Ultra and the Battle of the Atlantic – The True Story
By Tim D. Lyon
“The Battle of the Atlantic was the dominating factor all throughout the war. Battles might be won or lost, enterprises might succeed or miscarry, territories might be gained or quitted, but dominating all our power to carry on the war, or even keep ourselves alive, lay our mastery of the ocean routes and the free approach and entry to our ports.” Winston Churchill
The Battle of the Atlantic was the longest battle of the Second World War, lasting from 3rd September 1939 to 10 thMay 1945. The German attack on merchant shipping in the Atlantic was countered partly by code-breaking intelligence known as Ultra. It was actually known as Special
Intelligence, Ultra was merely a security classification. However, this paper will refer to it as Ultra as this term has come into common usage. And in this paper the term Ultra only applies to the products of Bletchley Park, ie decrypted messages in the German Enigma Cipher. The Enigma machine was one of the best of the new electromechanical cipher machines produced for the commercial market in the 1920s. All three services in the German Wehrmacht, the Army, the Luftwaffe and the Navy adopted the Enigma machine.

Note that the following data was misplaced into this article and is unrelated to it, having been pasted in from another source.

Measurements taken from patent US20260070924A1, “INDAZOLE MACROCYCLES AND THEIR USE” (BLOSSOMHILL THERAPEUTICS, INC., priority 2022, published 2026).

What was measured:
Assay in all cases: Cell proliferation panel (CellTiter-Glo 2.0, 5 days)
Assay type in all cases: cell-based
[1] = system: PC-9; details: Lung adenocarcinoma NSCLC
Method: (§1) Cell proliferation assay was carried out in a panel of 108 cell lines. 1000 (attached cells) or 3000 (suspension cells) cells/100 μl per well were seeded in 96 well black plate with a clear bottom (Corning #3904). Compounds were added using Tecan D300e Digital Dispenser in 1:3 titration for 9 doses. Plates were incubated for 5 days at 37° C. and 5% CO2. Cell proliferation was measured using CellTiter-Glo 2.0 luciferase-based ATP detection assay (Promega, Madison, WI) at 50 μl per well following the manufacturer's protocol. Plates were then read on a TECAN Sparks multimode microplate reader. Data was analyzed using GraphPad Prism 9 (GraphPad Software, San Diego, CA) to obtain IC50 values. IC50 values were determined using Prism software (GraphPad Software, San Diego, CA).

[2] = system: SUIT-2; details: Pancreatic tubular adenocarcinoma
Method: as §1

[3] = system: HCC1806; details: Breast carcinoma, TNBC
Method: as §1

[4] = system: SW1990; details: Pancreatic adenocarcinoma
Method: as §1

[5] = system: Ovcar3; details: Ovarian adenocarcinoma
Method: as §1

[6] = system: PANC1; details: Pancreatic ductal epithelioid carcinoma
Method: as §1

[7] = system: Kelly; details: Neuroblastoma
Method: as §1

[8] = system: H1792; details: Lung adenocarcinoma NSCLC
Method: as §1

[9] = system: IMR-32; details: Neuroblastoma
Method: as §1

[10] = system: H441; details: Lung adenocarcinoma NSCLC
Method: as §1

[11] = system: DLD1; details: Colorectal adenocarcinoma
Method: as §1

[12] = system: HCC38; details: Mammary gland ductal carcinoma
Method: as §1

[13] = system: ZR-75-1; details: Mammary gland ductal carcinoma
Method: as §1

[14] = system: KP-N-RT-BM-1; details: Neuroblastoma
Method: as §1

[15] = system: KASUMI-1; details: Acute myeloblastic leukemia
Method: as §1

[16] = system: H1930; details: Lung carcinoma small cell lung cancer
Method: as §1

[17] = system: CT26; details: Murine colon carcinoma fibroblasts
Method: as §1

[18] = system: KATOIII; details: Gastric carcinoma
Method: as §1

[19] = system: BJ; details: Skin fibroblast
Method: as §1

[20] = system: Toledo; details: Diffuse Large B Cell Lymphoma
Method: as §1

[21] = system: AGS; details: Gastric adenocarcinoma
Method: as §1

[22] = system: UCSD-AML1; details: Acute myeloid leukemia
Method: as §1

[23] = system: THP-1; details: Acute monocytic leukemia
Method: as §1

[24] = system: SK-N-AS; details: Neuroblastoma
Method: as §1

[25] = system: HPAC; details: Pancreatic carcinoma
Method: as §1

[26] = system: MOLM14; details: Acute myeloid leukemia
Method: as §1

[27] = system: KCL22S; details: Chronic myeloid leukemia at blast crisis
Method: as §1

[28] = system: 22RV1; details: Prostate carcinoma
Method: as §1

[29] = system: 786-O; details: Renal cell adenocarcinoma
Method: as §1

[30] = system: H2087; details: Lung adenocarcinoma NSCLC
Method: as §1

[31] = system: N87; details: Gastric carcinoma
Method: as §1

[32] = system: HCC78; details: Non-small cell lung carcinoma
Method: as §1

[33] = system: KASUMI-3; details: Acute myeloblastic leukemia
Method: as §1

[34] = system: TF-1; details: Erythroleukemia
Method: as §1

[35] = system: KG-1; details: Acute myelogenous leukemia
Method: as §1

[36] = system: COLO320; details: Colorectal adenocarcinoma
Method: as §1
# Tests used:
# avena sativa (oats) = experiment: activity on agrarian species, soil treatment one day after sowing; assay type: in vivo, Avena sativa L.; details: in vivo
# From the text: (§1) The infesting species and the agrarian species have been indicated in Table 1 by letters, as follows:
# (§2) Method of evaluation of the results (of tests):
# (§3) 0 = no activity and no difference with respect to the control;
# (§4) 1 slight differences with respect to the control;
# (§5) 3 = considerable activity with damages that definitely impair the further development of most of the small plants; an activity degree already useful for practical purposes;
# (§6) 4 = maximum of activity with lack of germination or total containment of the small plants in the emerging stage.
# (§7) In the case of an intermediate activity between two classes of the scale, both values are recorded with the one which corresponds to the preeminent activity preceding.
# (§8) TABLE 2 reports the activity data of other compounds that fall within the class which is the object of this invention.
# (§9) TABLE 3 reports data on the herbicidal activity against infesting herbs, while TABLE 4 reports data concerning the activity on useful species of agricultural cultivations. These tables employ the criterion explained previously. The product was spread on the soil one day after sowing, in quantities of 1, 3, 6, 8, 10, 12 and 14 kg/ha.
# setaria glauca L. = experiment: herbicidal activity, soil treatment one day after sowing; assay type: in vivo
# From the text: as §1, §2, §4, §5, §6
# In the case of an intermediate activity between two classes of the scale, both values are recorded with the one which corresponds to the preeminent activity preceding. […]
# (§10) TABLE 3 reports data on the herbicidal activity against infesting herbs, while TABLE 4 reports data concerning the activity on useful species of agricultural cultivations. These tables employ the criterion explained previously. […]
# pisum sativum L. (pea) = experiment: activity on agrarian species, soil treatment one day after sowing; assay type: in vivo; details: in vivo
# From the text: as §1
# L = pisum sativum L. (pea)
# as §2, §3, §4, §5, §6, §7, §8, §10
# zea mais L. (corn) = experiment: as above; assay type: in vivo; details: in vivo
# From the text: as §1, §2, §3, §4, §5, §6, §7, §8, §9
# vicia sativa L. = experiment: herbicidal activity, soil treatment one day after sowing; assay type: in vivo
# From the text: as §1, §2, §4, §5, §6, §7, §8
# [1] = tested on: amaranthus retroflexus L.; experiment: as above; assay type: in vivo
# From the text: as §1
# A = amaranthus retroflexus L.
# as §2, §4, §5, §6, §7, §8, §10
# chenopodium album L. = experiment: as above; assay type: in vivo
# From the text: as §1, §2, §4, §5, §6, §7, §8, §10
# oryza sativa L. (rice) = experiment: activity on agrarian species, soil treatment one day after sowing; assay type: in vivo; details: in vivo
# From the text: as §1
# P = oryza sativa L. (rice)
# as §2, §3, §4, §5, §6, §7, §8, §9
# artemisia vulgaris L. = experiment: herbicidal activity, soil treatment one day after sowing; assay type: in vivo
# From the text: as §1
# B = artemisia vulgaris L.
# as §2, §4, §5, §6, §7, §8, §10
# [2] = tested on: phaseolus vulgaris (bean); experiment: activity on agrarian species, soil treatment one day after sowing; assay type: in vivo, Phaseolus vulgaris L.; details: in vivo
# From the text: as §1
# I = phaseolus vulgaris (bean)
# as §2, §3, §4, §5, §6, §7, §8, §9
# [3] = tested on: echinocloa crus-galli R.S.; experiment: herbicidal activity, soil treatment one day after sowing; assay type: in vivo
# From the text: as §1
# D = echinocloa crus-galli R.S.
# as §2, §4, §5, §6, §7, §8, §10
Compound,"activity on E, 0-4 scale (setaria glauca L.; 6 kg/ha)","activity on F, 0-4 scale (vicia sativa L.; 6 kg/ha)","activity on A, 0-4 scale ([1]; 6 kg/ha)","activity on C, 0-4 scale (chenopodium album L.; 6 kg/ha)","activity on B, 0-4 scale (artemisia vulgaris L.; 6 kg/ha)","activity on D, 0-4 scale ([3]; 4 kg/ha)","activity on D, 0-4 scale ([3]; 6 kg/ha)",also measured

Early in 1939 Britain’s secret service set up Station X at Bletchley Park 50 miles north of London, for the purpose of intercepting the German’s Enigma signals (more than 1,000 daily in 1939) and controlling the distribution of the resultant ‘Ultra’ secret intelligence. Some of the German Air Force Enigma ciphers were cracked as early as April 1940, and the Army ones not long afterwards. However, the German Naval Enigma would not be cracked until the war was 21 months old.
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